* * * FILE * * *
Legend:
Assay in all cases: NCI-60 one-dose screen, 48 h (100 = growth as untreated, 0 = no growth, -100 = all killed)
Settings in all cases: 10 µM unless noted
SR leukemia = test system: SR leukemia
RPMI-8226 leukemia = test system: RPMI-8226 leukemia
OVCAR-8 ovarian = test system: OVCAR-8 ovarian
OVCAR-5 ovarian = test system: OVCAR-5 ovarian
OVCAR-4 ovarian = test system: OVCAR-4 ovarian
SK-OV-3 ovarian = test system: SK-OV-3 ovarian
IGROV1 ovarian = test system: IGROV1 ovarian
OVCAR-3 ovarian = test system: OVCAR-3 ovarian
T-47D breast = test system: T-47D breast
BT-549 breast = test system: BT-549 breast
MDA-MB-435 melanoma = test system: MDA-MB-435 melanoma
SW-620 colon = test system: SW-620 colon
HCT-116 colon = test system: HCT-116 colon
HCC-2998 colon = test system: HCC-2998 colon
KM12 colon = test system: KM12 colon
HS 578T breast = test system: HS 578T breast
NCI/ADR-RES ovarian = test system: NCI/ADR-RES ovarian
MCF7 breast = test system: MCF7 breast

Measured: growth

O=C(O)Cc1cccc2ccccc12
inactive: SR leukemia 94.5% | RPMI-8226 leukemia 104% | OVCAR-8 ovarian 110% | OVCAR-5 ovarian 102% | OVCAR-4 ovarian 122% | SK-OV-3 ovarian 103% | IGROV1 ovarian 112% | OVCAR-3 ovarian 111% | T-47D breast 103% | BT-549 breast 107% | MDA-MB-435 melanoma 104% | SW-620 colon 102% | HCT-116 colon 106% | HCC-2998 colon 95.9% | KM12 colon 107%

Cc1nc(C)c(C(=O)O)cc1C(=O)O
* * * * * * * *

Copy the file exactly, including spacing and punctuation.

Legend:
Assay in all cases: NCI-60 one-dose screen, 48 h (100 = growth as untreated, 0 = no growth, -100 = all killed)
Settings in all cases: 10 µM unless noted
SR leukemia = test system: SR leukemia
RPMI-8226 leukemia = test system: RPMI-8226 leukemia
OVCAR-8 ovarian = test system: OVCAR-8 ovarian
OVCAR-5 ovarian = test system: OVCAR-5 ovarian
OVCAR-4 ovarian = test system: OVCAR-4 ovarian
SK-OV-3 ovarian = test system: SK-OV-3 ovarian
IGROV1 ovarian = test system: IGROV1 ovarian
OVCAR-3 ovarian = test system: OVCAR-3 ovarian
T-47D breast = test system: T-47D breast
BT-549 breast = test system: BT-549 breast
MDA-MB-435 melanoma = test system: MDA-MB-435 melanoma
SW-620 colon = test system: SW-620 colon
HCT-116 colon = test system: HCT-116 colon
HCC-2998 colon = test system: HCC-2998 colon
KM12 colon = test system: KM12 colon
HS 578T breast = test system: HS 578T breast
NCI/ADR-RES ovarian = test system: NCI/ADR-RES ovarian
MCF7 breast = test system: MCF7 breast

Measured: growth

O=C(O)Cc1cccc2ccccc12
inactive: SR leukemia 94.5% | RPMI-8226 leukemia 104% | OVCAR-8 ovarian 110% | OVCAR-5 ovarian 102% | OVCAR-4 ovarian 122% | SK-OV-3 ovarian 103% | IGROV1 ovarian 112% | OVCAR-3 ovarian 111% | T-47D breast 103% | BT-549 breast 107% | MDA-MB-435 melanoma 104% | SW-620 colon 102% | HCT-116 colon 106% | HCC-2998 colon 95.9% | KM12 colon 107%

Cc1nc(C)c(C(=O)O)cc1C(=O)O